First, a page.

Oddballs on the lawn at the London Concours

by Nik Berg
7 June 2023 2 min read
Oddballs on the lawn at the London Concours

It’s an unusual place for a cricket pitch, to say the least. The Honourable Artillery Company’s lawn is surrounded by glass towers and terraced homes that are certainly within striking distance of a well struck “six”.

It’s not the sound of leather on willow that bounces off the buildings today, however, but the aural delights of internal combustion as the annual London Concours takes over the field. There are 80 cars of all ages on show, some tunefully firing up their engines to entertain the crowds or impress the judges during the three-day event in the heart of London.

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Among the highlights are a Make Green Great Again display with a suitably-hued selection of new and old from Rolls-Royce, Aston Martin, Bentley, and more; a French corner with Alpines and Citroëns; a 60-years-of-Lamborghini celebration; and a collection of Land Rovers commemorating the marque’s 75th year.

Given that the venue is home to the occasional off-spin, however, it was the oddballs on show that we were drawn to. A ripple of applause, please, for this gallery of googlies that pushed the boundaries.

Leyat Helica

1921 Leyat Hélica

French aviator Marcel Leyat seemingly lopped the wings of one of his aircraft to create the Hélica. With the big prop providing thrust there was no need for a clutch, transmission, or drive axle, which made it reliable if rather risky for pedestrians and cyclists. Some 30 were made, with only two surviving to this day.

Crayford Mini Mojito 2

1962 Crayford Mini Mojito

This beautiful beach car is actually newly built by recently revived coachbuilder Crayford. Using yacht-standard teak for the flooring and rear deck, the sun-seeking runabout can be specified with an original Mini motor or an electric powertrain.

Monterverdi 375

1971 Monteverdi 375 High Speed Fissore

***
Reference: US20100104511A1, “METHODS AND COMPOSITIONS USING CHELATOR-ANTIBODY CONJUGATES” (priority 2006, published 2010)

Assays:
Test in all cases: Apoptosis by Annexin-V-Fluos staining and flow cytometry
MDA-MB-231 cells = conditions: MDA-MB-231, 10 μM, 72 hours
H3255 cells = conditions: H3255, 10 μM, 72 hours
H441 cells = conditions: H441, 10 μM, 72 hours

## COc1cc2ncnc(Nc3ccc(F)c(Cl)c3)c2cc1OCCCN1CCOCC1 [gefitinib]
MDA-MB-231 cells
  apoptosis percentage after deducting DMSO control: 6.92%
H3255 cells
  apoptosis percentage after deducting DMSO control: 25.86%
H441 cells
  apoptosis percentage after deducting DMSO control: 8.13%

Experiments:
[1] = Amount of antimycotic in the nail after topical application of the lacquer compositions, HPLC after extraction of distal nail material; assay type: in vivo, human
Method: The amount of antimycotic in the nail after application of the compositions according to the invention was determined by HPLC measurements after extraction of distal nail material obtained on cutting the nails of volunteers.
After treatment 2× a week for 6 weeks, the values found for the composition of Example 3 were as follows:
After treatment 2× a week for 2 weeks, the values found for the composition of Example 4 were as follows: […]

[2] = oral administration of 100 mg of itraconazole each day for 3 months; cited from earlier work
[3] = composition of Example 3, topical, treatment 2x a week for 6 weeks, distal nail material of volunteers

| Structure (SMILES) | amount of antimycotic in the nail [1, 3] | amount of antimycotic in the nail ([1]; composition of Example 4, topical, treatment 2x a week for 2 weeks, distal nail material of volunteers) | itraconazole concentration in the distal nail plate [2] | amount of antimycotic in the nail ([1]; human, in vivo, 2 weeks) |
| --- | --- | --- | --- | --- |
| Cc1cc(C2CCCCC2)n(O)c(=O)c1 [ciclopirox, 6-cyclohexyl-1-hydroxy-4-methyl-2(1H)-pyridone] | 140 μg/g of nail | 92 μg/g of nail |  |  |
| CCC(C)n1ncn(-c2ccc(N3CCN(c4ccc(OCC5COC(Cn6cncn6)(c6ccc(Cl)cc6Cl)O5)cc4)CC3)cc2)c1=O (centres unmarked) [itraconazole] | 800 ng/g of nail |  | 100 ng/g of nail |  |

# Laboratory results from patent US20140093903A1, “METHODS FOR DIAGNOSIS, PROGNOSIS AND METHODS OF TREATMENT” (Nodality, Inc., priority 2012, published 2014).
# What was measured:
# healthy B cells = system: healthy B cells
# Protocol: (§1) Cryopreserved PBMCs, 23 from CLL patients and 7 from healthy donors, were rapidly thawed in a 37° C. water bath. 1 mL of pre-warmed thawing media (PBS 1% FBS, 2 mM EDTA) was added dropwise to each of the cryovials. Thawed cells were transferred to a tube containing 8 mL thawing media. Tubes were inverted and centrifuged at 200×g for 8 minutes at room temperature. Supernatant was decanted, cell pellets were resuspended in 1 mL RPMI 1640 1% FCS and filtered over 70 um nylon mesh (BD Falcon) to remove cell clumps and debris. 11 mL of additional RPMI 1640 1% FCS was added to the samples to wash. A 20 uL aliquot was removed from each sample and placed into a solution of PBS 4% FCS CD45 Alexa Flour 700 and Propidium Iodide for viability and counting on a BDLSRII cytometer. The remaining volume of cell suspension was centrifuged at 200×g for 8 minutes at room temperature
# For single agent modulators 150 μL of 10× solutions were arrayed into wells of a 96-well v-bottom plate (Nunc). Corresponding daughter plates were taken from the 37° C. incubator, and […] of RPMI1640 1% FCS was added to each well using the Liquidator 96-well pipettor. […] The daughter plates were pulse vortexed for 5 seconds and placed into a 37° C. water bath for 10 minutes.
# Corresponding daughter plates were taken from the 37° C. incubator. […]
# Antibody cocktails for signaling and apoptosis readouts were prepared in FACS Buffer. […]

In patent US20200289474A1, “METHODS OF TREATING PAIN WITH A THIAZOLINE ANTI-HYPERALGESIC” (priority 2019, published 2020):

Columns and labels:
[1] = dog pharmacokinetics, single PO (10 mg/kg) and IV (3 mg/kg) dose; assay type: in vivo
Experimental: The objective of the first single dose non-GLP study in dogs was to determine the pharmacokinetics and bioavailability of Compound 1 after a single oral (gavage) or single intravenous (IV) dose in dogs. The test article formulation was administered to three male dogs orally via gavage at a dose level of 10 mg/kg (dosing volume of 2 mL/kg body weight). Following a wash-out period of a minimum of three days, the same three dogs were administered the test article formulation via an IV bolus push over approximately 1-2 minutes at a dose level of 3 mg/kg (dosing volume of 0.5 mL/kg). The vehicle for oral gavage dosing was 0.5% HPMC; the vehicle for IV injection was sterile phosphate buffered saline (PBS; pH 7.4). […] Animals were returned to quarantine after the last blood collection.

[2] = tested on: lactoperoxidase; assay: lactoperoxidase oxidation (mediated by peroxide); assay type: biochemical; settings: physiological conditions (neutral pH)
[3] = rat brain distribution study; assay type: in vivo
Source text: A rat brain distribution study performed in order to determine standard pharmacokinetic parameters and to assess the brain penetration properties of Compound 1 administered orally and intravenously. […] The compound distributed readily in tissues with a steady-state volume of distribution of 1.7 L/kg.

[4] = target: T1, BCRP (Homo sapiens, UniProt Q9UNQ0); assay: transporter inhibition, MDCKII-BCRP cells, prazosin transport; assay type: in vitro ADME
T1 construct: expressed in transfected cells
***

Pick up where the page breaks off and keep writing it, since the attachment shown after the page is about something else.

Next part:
It’s well-documented that if it wasn’t for a falling out with Enzo Ferrari there would be no Lamborghini, but that’s also true of the lesser-known sports car maker Monteverdi. Peter Monteverdi was Ferrari’s official importer for Switzerland but had a disagreement with Il Commendatore, who demanded he paid for 100 cars up front. Monterverdi commissioned his own rival, with bodywork by Fissore, and power from a 7.2-liter Chrysler V-8. Just 80 cars were built before the money ran out.

Peugeot 504 Break Riviera

1973 Peugeot 504 Break Riviera

Pininfarina showcased a Peugeot 504 shooting brake at the Geneva Motor Show in 1972, but what happened to it after that is unknown. One fan was so enamoured with the design that he employed HC Classics to recreate the car on the chassis of a 1973 Series 1 504 cabriolet. Aren’t we all glad he did?

Autech Gavia Zagato

1995 Autech Gavia Zagato

Autech is Nissan’s skunkworks, and one of the wildest projects is this collaboration with Zagato. Based on the Nissan Leopard, its aerodynamic aluminium panels were hand-beaten by artisans in Italy, while under the hood is a three-liter turbocharged V-6 from the 300ZX. Just 16 were made.

Bentley Continental SC

1999 Bentley Continental Sedanca Coupe

This British bruiser is a rare beast. Bentley made only 73 examples of the T-topped Continental Sedanca coupe, with Mulliner assembling a further six. A pair of glass roof panels could be removed and stored in the trunk, disrupting the car’s lines, but opening the cockpit to the elements.

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